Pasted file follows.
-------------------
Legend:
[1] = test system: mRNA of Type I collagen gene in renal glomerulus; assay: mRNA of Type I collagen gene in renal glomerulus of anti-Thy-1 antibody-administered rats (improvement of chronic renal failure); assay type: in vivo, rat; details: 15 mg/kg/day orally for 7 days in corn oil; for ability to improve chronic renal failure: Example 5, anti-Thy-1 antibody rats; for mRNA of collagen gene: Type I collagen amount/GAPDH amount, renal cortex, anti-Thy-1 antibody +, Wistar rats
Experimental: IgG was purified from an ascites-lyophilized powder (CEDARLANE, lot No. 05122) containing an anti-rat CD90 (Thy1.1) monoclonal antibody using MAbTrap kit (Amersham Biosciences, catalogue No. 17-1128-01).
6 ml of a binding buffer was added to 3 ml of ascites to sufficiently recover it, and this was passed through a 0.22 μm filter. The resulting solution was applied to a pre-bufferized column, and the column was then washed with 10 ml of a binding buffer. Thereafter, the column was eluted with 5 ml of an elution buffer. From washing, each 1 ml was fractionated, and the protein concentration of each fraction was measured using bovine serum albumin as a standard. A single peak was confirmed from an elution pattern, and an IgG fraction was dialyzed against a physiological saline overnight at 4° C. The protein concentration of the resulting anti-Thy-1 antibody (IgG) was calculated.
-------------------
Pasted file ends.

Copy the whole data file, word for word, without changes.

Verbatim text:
Legend:
[1] = test system: mRNA of Type I collagen gene in renal glomerulus; assay: mRNA of Type I collagen gene in renal glomerulus of anti-Thy-1 antibody-administered rats (improvement of chronic renal failure); assay type: in vivo, rat; details: 15 mg/kg/day orally for 7 days in corn oil; for ability to improve chronic renal failure: Example 5, anti-Thy-1 antibody rats; for mRNA of collagen gene: Type I collagen amount/GAPDH amount, renal cortex, anti-Thy-1 antibody +, Wistar rats
Experimental: IgG was purified from an ascites-lyophilized powder (CEDARLANE, lot No. 05122) containing an anti-rat CD90 (Thy1.1) monoclonal antibody using MAbTrap kit (Amersham Biosciences, catalogue No. 17-1128-01).
6 ml of a binding buffer was added to 3 ml of ascites to sufficiently recover it, and this was passed through a 0.22 μm filter. The resulting solution was applied to a pre-bufferized column, and the column was then washed with 10 ml of a binding buffer. Thereafter, the column was eluted with 5 ml of an elution buffer. From washing, each 1 ml was fractionated, and the protein concentration of each fraction was measured using bovine serum albumin as a standard. A single peak was confirmed from an elution pattern, and an IgG fraction was dialyzed against a physiological saline overnight at 4° C. The protein concentration of the resulting anti-Thy-1 antibody (IgG) was calculated.